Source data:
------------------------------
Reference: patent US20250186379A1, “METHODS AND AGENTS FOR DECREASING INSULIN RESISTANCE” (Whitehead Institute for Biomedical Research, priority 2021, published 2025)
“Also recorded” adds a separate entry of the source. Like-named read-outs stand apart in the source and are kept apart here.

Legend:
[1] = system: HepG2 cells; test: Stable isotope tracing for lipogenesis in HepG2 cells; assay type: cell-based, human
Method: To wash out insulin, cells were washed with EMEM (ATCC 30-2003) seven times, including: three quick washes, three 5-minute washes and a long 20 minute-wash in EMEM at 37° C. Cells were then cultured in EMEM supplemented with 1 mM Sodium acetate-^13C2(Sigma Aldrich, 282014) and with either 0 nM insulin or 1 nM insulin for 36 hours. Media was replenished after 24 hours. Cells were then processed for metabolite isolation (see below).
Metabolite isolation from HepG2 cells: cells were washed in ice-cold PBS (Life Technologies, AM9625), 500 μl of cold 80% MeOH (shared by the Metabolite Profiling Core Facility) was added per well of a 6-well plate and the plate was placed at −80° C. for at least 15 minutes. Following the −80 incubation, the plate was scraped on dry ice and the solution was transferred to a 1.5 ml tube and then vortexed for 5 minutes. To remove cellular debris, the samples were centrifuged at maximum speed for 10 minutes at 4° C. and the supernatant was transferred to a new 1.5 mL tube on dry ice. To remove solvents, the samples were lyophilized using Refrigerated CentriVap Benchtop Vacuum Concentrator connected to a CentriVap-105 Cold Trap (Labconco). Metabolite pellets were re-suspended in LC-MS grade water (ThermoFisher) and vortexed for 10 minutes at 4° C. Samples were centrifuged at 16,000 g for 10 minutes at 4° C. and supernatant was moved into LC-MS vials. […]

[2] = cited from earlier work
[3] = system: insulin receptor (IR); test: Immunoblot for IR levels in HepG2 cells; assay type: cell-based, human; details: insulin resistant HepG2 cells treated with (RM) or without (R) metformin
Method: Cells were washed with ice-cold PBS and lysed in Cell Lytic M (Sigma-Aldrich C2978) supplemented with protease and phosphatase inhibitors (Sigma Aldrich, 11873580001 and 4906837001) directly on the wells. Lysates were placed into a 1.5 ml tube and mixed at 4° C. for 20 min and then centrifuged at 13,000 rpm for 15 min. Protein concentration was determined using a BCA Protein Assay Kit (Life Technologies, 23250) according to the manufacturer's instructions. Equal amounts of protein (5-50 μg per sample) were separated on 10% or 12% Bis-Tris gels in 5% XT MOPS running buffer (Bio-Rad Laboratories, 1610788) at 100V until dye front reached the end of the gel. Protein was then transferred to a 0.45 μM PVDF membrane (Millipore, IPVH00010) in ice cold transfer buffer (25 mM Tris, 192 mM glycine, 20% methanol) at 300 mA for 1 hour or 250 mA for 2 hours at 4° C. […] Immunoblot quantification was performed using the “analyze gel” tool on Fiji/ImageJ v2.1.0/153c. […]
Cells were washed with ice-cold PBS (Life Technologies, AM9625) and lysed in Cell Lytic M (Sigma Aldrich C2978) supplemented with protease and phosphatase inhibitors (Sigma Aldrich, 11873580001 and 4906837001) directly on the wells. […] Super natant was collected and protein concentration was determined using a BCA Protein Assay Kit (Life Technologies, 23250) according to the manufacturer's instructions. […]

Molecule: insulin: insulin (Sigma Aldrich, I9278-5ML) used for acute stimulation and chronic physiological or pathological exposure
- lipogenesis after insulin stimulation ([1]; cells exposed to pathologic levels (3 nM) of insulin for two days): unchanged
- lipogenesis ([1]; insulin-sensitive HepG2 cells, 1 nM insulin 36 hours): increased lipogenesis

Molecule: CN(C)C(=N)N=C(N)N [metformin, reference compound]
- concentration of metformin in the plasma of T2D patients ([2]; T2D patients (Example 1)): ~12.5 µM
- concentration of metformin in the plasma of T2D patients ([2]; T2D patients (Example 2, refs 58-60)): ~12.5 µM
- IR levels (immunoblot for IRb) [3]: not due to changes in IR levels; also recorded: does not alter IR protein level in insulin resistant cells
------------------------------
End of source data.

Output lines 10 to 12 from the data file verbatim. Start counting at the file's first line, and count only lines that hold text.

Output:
Cells were washed with ice-cold PBS (Life Technologies, AM9625) and lysed in Cell Lytic M (Sigma Aldrich C2978) supplemented with protease and phosphatase inhibitors (Sigma Aldrich, 11873580001 and 4906837001) directly on the wells. […] Super natant was collected and protein concentration was determined using a BCA Protein Assay Kit (Life Technologies, 23250) according to the manufacturer's instructions. […]

Molecule: insulin: insulin (Sigma Aldrich, I9278-5ML) used for acute stimulation and chronic physiological or pathological exposure
- lipogenesis after insulin stimulation ([1]; cells exposed to pathologic levels (3 nM) of insulin for two days): unchanged